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Tooling

Tooling for Dolittle platform developers

1 - Code Analysis

The tools we use for ensuring code quality

Static code analysis and test coverage

At Dolittle we employ static code analysis and test coverage reports to ensure that we:

  1. Maintain a consistent style accross our repositories. This ensures that the code is understandable and maintainable not just by the author, but all of our developers. It also helps in the onboarding process or new developers by reducing the cognitive load of understanding our ever-growing codebase.

  2. Keep up the test coverage for the code we write. This enables us as a company - to some extent - to measure our confidence in the code. Having a high test coverage means developers don’t need a deep understanding of what a specific piece of code should do when fixing or improving it, which enables us to scale. Specifications is also a good way to document the intended behaviour of the code.

  3. Avoid common pitfalls related to secure and robust code. It is easy to make mistakes while writing code, and many of theese mistakes are widely known. The static code analysis tools checks for these common mistakes so that we can learn from the community.

The tools we have set up continuously monitor our code and reports on pull requests to help motivate us to produce high quality code, and reduce the manual work for reviewers. We are currently in the process of figuring out what tools work best for us (there are a lot to choose from), and we have set up the experiment on these repositories:

The tools we have chosen

We are currently evaluating two options, Codacy and Codeclimate. Our requirements for a tool is:

  1. To keep track of test coverage over time. Additional features related to code quality is considered benefitial, but not neccesary.
  2. Support for C# and TypeScript.
  3. Integrate with our public GitHub repositories through the existing GitHub workflows.
  4. Report changes in status on pull requests.

Initially we evaluated the following possible options and how they fulfil our requirements:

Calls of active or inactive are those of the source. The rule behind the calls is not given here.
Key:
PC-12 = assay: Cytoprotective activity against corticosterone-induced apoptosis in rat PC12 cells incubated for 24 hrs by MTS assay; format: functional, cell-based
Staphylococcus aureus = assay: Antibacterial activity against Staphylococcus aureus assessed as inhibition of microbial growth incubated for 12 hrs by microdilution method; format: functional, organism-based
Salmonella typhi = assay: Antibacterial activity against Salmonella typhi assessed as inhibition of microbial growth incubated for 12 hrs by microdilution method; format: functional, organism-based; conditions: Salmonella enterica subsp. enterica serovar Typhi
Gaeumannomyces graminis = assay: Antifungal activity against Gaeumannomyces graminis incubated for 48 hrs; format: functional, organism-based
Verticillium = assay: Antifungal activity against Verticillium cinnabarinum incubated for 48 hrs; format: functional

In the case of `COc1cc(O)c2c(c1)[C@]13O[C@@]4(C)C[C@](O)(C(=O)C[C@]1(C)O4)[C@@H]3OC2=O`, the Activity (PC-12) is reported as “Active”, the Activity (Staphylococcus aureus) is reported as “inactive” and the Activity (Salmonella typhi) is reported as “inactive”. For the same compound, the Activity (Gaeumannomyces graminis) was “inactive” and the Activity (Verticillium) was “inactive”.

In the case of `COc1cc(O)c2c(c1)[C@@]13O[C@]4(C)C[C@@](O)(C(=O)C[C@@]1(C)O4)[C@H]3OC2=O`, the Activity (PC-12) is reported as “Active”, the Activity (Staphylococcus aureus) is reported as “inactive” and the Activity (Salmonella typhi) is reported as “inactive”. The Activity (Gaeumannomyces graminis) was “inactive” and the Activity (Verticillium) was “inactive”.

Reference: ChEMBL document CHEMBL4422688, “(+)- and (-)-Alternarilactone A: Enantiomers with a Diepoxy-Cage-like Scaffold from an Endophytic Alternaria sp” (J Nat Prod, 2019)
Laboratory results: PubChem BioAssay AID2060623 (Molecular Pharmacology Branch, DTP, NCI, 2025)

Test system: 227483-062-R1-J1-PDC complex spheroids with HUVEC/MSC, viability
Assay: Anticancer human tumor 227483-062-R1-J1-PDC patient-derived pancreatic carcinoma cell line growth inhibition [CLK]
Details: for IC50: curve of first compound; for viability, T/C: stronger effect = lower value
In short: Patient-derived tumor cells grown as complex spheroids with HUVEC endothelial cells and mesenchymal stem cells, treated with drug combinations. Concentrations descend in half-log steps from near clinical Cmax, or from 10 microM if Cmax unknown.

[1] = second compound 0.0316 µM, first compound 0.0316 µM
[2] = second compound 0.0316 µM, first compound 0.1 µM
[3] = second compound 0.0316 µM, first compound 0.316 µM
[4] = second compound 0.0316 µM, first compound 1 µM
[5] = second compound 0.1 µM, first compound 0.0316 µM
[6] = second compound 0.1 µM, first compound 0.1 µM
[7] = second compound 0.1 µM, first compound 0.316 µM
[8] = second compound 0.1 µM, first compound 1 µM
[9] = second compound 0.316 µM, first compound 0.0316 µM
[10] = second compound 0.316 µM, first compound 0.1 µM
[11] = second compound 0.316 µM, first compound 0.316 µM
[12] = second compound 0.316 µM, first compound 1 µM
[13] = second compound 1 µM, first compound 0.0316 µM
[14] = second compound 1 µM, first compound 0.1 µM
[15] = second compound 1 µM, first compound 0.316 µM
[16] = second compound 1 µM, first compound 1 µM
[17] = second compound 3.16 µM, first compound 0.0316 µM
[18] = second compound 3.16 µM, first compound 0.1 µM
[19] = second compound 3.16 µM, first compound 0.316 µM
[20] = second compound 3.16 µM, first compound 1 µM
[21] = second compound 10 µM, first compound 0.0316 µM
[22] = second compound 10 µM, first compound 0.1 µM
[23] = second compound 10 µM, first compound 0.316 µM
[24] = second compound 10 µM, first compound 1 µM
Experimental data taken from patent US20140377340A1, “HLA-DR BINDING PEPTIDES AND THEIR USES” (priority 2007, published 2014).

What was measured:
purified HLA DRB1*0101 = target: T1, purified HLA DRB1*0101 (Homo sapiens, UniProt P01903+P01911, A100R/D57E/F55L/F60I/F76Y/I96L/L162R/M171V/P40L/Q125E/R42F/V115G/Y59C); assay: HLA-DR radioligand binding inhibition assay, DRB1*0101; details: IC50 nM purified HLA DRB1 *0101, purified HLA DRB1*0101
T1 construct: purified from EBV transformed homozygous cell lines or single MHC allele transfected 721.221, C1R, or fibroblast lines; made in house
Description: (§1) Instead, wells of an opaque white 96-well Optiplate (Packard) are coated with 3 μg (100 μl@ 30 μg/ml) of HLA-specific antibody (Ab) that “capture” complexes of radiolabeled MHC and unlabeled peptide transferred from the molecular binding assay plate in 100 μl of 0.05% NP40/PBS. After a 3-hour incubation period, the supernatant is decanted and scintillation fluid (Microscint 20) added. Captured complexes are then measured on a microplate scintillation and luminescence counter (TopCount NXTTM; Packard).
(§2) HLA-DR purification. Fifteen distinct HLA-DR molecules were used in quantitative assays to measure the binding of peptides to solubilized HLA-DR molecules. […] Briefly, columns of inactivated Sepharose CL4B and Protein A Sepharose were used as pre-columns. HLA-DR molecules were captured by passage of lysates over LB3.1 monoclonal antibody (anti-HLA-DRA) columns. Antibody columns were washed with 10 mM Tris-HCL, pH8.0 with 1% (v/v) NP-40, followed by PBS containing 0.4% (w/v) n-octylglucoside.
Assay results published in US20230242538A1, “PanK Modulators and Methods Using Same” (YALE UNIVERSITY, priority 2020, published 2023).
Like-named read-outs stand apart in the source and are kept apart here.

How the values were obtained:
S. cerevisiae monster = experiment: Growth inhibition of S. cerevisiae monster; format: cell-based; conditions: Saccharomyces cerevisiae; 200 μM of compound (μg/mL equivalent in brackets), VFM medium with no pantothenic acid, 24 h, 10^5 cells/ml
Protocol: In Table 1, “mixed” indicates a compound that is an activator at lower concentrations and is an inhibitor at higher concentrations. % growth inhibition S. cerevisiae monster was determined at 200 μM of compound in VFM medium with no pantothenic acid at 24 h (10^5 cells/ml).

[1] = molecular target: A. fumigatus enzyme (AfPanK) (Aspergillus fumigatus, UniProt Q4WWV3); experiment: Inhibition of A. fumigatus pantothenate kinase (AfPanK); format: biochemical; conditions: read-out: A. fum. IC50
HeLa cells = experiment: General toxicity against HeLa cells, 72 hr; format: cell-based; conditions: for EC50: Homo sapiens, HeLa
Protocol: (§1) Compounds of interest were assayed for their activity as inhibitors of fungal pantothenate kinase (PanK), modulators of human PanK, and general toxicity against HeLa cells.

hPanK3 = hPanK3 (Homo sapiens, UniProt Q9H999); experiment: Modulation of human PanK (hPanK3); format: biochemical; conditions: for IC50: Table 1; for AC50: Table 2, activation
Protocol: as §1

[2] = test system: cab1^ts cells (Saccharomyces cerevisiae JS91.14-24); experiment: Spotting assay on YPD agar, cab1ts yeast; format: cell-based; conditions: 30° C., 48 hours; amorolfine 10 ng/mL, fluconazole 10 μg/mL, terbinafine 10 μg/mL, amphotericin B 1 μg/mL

• Codacy - meets all the requirements, well integrated with Github and easy to setup. Nice dashboard with drilldowns for issues and code coverage.
  • Code Climate - meets all the requirements.
  • SonarCloud - meets all the requirements and is a widely adopted tool.
  • LGTM - does not seem to provide test coverage reports.
  • Codecov - meets all the requirements, but past experiences revealed flaky API resulting in false build failures.
  • Coveralls - meets all the requirements, but less features than the other options.

Based on that evaluation, we settled on Codacy, Code Climate and SonarCloud for our trial period. SonarCloud has not been setup at the time of writing.

How to use them

Each of the repositories that have a static code analysis and test coverage tool set up has a dashboard page where you check the current (and historical) status of the code. These can be used to get a feeling of the current quality and progression over time, as well as listing out the current issues if you’re up for cleaning out some technical debt. The repositories should have badges in the README.md file that links to the corresponding dashboard.

For everyday work, the tools will also checks any changes you push on pull requests. These checks make sure that you don’t decrease the code quality with the proposed changes. These checks appear at the bottom of the pull request in GitHub like this:

Codacy Pull Request Check

You can click the details link to see what issues have been introduced and how to resolve them before the pull request can be merged.

How to set it up

Codacy

  1. Sign up with Github provider
  2. Authorize for the Github user and Dolittle organization(s)
    • (Optional) Invite people to Codacy
  3. Give Codacy access to a repository
  4. Adjust settings
    • Configure excluded/ignored paths for static analysis
  5. Copy API token for sending coverage results and create corresponding secret in the repository
  6. Configure the workflow to create and send coverage results to API using the correct token (example workflow from Runtime)
  7. After running the workflow, check your dashboard in Codacy (example dashboard from the Runtime)
  8. Repeat steps 3-8 per repo

Runtime’s Codacy Dashboard: Codacy Dashboard

Code Climate

  1. Sign up with Github provider
  2. Authorize for the Github user and Dolittle organization(s)
  3. Give CodeClimate access to a repository
  4. Adjust settings
    • Configure excluded/ignored paths for static analysis
  5. Copy API token for sending coverage results and create corresponding secret in the repository
  6. Configure the workflow to create and send coverage results to API using the correct token (example workflow from DotNET.SDK)
    • You need to setup both dotCover and a tool for converting dotCover format to Cobertura test reporting
  7. After running the workflow, check your dashboard in Code Climate (example dashboard from the .NET SDK)
  8. Repeat steps 3-8 per repo

.NET SDK’s Code Climate Dashboard: Code Climate Dashboard